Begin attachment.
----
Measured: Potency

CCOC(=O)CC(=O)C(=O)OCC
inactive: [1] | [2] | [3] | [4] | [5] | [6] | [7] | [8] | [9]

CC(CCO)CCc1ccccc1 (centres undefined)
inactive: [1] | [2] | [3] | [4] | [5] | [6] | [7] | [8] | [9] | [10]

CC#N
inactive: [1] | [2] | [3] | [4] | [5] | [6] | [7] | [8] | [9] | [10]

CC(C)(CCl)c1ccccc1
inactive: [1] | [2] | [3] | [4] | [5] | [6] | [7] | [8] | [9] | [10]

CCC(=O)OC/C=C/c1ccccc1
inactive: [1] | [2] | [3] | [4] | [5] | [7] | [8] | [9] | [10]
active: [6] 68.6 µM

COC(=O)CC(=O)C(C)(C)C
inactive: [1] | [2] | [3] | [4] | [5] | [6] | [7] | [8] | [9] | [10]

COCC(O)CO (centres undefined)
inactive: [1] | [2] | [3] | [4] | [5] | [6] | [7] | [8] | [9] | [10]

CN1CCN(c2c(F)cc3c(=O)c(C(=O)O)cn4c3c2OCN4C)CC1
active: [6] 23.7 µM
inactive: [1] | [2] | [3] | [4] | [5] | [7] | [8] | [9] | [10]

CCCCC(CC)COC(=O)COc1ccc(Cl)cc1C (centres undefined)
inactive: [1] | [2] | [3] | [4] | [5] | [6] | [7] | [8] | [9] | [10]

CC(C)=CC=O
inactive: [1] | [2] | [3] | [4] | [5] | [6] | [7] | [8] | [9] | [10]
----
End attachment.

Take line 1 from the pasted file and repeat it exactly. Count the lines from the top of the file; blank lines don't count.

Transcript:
Measured: Potency